“consult with the United Nations Conciliation Commission for Palestine in the best interests of their respective tasks, with particular reference to paragraph 11 of General Assembly resolution 194 (111) of 11 December 1948.”
The resolution also recalls the one adopted on 11 December 1948, and affirms in particular the provisions of paragraph 11 of that resolution setting forth the responsibilities of the Commission with respect to the refugees. Hence there are two subsidiary bodies of the General Assembly charged with the refugee problem, each of them having been entrusted with precisely-defined duties. It may therefore be of some value to examine the field of activity reserved to each of those two bodies and to define the relations which ought to exist between them.
Among the rights conferred on refugees one of the most important is undoubtedly the return to their homes of refugees who desire it. For that purpose the first sub-paragraph of paragraph 11 of the resolution of 11 December 1948 lays down the, three follow the principles:
(1) Refugees wishing to return to their homes and live at peace with their neighbours should be permitted to do so at the earliest practicable date.
(2) Refugees not choosing to return shall be entitled to compensation for the property they have abandoned.
(3) Refugees shall be compensated for all loss of or damage to property which, under principles of international law or in equity, should be made good by the Governments or authorities responsible.
Those three principles derive from general rules of law. The exercise of those rights belongs to the refugees and to the refugees only, and the General Assembly recommends the States concerned, as members of the international community, not to oppose them. Neither the United Nations in general for the Conciliation Commission in particular are guarantors of those rights. The Conciliation Commission is called upon under the terms of the resolution of 11 December 1948 to facilitate the repatriation, resettlement and economic and social rehabilitation of the refugees, and the payment of compensation due to them. That task may take different forms according to whether it concerns repatriation or the payment of compensation. Thus the Commission may find it desirable to offer its good offices for the appointment of such bodies as may appear necessary to secure the orderly repatriation of refugees wishing to return to their homes. Consequently the part played by the Commission is merely an accessory one. It could not be otherwise, for neither by its nature nor under its terms of reference does the Commission possess the characteristics of a true executive body. It has neither the means nor the power. After all, the specific task assigned to the Commission in regard to the refugees is implicit in the wording of the general mission entrusted to it by Article 6 of the resolution of 11 December 1948, whereby the Commission is instructed to “assist the Governments and authorities concerned to achieve a final settlement of all questions outstanding between them.”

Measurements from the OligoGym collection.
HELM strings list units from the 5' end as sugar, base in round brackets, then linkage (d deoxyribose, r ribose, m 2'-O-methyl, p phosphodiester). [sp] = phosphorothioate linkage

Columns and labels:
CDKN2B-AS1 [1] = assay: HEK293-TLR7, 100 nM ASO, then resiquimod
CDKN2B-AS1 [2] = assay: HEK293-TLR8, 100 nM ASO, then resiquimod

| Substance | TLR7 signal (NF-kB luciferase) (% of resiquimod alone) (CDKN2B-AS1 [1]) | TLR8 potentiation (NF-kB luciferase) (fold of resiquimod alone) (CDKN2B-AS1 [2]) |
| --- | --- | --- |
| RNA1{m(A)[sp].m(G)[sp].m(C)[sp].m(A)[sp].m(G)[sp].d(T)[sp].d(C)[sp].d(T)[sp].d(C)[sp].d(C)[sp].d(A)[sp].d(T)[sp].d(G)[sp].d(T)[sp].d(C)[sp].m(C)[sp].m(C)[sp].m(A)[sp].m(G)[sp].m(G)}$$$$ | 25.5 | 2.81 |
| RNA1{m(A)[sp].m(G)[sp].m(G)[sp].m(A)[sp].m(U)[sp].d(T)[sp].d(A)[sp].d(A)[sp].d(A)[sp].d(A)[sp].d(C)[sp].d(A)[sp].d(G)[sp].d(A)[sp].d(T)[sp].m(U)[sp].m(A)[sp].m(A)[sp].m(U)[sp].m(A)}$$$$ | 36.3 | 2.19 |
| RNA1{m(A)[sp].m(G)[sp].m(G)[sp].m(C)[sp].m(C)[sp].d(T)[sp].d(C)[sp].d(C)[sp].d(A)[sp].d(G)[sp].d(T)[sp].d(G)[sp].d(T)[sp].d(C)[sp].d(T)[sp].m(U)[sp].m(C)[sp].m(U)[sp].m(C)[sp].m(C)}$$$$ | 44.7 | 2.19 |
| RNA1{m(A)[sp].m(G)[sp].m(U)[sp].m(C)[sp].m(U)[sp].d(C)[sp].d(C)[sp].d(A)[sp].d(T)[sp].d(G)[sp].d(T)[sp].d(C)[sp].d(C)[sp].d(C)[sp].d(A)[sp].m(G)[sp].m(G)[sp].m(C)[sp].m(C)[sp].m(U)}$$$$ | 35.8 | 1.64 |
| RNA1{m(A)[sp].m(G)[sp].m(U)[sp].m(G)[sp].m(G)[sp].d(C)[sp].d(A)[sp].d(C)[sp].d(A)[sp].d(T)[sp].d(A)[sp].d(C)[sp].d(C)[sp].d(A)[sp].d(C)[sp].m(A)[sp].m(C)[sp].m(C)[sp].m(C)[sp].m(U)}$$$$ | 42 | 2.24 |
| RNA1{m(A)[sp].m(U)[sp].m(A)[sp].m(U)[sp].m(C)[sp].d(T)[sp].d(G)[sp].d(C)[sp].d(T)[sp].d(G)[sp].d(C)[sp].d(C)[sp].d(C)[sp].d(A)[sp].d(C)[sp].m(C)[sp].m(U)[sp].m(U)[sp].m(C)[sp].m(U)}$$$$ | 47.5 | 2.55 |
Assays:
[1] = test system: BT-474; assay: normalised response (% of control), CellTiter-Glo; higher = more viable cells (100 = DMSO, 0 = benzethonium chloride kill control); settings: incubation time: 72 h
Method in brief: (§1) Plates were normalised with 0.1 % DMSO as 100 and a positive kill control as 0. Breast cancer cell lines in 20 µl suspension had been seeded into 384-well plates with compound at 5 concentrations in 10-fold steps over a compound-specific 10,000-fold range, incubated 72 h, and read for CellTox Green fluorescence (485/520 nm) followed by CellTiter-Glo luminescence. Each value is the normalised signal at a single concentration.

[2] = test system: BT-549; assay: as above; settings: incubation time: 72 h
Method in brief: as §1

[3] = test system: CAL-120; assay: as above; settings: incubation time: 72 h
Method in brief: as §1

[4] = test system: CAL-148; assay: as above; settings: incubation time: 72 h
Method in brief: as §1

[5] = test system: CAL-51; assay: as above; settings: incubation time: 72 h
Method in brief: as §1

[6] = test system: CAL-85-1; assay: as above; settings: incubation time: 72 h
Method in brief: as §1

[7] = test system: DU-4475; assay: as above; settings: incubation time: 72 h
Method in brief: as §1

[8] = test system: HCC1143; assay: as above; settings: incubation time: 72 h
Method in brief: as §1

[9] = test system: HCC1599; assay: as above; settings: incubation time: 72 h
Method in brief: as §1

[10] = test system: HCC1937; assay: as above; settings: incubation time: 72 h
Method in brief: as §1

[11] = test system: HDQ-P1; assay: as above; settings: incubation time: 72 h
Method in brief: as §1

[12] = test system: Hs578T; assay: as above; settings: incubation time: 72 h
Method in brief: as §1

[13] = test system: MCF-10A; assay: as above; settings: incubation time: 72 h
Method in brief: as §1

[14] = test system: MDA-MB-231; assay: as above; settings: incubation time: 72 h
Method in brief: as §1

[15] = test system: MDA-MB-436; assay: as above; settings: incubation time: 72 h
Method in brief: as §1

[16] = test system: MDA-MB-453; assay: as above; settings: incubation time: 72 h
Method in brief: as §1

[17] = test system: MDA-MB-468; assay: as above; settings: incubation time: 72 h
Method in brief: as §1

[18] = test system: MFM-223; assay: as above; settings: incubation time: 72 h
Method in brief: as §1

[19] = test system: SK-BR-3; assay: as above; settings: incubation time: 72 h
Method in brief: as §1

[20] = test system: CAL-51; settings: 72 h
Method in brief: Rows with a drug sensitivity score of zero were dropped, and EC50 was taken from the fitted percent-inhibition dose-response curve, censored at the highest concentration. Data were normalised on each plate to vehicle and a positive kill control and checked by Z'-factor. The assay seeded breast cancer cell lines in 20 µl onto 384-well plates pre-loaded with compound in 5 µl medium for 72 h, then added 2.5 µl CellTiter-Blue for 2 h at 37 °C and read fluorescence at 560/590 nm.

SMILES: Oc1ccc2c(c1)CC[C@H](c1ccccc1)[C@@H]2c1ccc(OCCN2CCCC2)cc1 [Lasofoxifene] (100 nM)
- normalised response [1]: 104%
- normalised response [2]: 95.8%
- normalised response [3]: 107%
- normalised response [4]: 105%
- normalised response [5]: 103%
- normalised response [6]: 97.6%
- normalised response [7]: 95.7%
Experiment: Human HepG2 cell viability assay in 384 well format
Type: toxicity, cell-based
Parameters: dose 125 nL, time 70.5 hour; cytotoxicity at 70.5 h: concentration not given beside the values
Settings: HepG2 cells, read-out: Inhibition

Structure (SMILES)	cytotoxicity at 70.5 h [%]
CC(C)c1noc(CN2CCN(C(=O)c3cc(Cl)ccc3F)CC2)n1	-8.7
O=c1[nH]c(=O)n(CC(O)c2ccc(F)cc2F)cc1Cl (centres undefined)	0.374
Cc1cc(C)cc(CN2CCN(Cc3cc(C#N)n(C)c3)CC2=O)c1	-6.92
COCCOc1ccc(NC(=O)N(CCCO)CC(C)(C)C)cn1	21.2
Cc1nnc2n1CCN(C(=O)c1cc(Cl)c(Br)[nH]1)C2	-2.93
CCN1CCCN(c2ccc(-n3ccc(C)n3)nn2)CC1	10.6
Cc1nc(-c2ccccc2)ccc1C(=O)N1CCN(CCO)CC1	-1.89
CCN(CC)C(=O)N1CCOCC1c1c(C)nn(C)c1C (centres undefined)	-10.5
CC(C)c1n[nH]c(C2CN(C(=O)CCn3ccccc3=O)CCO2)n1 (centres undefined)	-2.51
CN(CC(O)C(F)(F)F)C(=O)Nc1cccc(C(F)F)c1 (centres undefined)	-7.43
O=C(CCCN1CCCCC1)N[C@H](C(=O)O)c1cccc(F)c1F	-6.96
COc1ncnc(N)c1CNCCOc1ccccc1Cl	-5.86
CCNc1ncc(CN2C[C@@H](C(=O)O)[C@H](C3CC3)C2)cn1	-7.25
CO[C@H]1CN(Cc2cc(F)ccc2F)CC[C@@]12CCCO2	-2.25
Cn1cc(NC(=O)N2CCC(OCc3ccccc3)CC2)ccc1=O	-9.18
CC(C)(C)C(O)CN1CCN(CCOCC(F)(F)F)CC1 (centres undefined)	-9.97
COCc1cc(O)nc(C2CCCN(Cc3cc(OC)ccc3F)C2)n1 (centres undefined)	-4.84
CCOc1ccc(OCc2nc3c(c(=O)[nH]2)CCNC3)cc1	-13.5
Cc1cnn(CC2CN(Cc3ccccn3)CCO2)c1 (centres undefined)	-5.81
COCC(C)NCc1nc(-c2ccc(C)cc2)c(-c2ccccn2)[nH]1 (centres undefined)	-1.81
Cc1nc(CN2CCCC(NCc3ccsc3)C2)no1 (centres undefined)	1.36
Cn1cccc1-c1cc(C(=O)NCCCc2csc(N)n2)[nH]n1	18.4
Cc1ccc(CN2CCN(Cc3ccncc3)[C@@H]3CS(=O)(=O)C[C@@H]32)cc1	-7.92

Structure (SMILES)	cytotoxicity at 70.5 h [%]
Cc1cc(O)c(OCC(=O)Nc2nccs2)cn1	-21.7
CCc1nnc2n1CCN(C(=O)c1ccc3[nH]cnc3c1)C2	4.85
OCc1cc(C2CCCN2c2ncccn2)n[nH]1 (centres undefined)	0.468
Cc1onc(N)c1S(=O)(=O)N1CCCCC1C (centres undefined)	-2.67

(1) To provide relief for the refugees in accordance with the programme recommended in the interim report of the Economic Survey Mission.
(2) To execute the works project recommended in that report.
(3) To consult with the interested Near Eastern Governments concerning measures to be taken by them preparatory to the cessation of relief and to the execution of the works project.
With regard to direct relief for the refugees, the relationship of the Agency to the Commission remains the same as that of the U.N.R.P.R. to the Commission.
In the execution of the works project provided for in the interim report of the Economic Survey Mission, the activities of the Agency on the one hand and of the Commission on the other are complementary. The object of that project is progressively to replace simple relief by a system which will enable the refugees to meet their own needs while awaiting repatriation or resettlement. Such a change will be bound directly to affect the repatriation, as well as the resettlement and economic and social rehabilitation of the refugees. Concerted action between the two bodies in this field therefore seems essential.
The consultations which the Agency will have to hold with the interested Near Eastern Governments preparatory to the cessation of the relief work and the execution of the works project must necessarily cover several points, of which the chief are repatriation, resettlement, rehabilitation and compensation. These problems will certainly dominate all others and will affect the present duties of the Agency and the Commission. It therefore seems necessary that in the holding of these consultations the two bodies should maintain close and constant collaboration.
(1) The Agency and the Commission would proceed to appoint by mutual agreement a liaison officer.
(2) The liaison officer would reside at Beirut, at the headquarters of the Agency.
(3) He would keep himself informed of the progress achieved in the work of the Conciliation Commission and of the Relief and Works Agency of common interest and would transmit to each organ the information received from the other.
In addition, it would be desirable to consider the best means of establishing frequent direct contact between the Conciliation Commission and the Director of the Agency and the Advisory Commission.
Document in PDF format